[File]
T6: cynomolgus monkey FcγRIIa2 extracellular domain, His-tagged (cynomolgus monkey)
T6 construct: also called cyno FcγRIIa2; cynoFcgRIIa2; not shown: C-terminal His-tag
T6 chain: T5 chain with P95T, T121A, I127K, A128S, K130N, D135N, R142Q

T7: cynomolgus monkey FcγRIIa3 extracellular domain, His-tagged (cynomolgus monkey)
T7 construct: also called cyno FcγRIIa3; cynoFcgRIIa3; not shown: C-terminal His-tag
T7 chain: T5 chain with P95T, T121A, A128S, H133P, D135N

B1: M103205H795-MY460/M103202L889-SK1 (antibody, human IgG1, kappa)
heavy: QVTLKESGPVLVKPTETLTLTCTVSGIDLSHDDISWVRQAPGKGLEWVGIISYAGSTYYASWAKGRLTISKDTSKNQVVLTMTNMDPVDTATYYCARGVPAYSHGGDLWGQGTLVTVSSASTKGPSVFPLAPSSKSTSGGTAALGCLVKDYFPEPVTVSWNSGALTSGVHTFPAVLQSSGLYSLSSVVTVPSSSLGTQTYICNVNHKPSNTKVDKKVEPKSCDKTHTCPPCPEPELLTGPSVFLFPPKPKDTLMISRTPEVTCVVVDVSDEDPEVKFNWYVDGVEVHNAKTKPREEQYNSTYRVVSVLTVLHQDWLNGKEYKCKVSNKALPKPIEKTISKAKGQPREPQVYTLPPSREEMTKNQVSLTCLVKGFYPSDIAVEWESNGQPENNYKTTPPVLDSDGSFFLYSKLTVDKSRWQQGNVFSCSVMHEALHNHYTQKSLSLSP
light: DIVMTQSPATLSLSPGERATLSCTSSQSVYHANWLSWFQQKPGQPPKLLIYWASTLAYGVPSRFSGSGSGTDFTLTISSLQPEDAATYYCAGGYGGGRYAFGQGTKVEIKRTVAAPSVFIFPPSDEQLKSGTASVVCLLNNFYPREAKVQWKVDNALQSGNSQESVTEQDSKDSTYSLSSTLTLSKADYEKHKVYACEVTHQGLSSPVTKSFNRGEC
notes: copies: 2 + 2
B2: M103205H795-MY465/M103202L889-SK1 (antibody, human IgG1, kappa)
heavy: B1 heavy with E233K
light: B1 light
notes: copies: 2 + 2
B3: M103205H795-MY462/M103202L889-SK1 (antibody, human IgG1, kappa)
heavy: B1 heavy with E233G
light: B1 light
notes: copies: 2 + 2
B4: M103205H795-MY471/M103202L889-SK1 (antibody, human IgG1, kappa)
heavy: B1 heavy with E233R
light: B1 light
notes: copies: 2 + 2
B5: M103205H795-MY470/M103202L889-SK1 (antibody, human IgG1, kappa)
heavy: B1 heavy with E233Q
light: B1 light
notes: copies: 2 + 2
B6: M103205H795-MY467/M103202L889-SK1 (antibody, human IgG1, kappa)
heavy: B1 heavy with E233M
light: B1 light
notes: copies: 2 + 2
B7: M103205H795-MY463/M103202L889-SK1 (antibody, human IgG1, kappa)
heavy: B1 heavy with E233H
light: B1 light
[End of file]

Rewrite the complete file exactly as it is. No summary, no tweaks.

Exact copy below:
T6: cynomolgus monkey FcγRIIa2 extracellular domain, His-tagged (cynomolgus monkey)
T6 construct: also called cyno FcγRIIa2; cynoFcgRIIa2; not shown: C-terminal His-tag
T6 chain: T5 chain with P95T, T121A, I127K, A128S, K130N, D135N, R142Q

T7: cynomolgus monkey FcγRIIa3 extracellular domain, His-tagged (cynomolgus monkey)
T7 construct: also called cyno FcγRIIa3; cynoFcgRIIa3; not shown: C-terminal His-tag
T7 chain: T5 chain with P95T, T121A, A128S, H133P, D135N

B1: M103205H795-MY460/M103202L889-SK1 (antibody, human IgG1, kappa)
heavy: QVTLKESGPVLVKPTETLTLTCTVSGIDLSHDDISWVRQAPGKGLEWVGIISYAGSTYYASWAKGRLTISKDTSKNQVVLTMTNMDPVDTATYYCARGVPAYSHGGDLWGQGTLVTVSSASTKGPSVFPLAPSSKSTSGGTAALGCLVKDYFPEPVTVSWNSGALTSGVHTFPAVLQSSGLYSLSSVVTVPSSSLGTQTYICNVNHKPSNTKVDKKVEPKSCDKTHTCPPCPEPELLTGPSVFLFPPKPKDTLMISRTPEVTCVVVDVSDEDPEVKFNWYVDGVEVHNAKTKPREEQYNSTYRVVSVLTVLHQDWLNGKEYKCKVSNKALPKPIEKTISKAKGQPREPQVYTLPPSREEMTKNQVSLTCLVKGFYPSDIAVEWESNGQPENNYKTTPPVLDSDGSFFLYSKLTVDKSRWQQGNVFSCSVMHEALHNHYTQKSLSLSP
light: DIVMTQSPATLSLSPGERATLSCTSSQSVYHANWLSWFQQKPGQPPKLLIYWASTLAYGVPSRFSGSGSGTDFTLTISSLQPEDAATYYCAGGYGGGRYAFGQGTKVEIKRTVAAPSVFIFPPSDEQLKSGTASVVCLLNNFYPREAKVQWKVDNALQSGNSQESVTEQDSKDSTYSLSSTLTLSKADYEKHKVYACEVTHQGLSSPVTKSFNRGEC
notes: copies: 2 + 2
B2: M103205H795-MY465/M103202L889-SK1 (antibody, human IgG1, kappa)
heavy: B1 heavy with E233K
light: B1 light
notes: copies: 2 + 2
B3: M103205H795-MY462/M103202L889-SK1 (antibody, human IgG1, kappa)
heavy: B1 heavy with E233G
light: B1 light
notes: copies: 2 + 2
B4: M103205H795-MY471/M103202L889-SK1 (antibody, human IgG1, kappa)
heavy: B1 heavy with E233R
light: B1 light
notes: copies: 2 + 2
B5: M103205H795-MY470/M103202L889-SK1 (antibody, human IgG1, kappa)
heavy: B1 heavy with E233Q
light: B1 light
notes: copies: 2 + 2
B6: M103205H795-MY467/M103202L889-SK1 (antibody, human IgG1, kappa)
heavy: B1 heavy with E233M
light: B1 light
notes: copies: 2 + 2
B7: M103205H795-MY463/M103202L889-SK1 (antibody, human IgG1, kappa)
heavy: B1 heavy with E233H
light: B1 light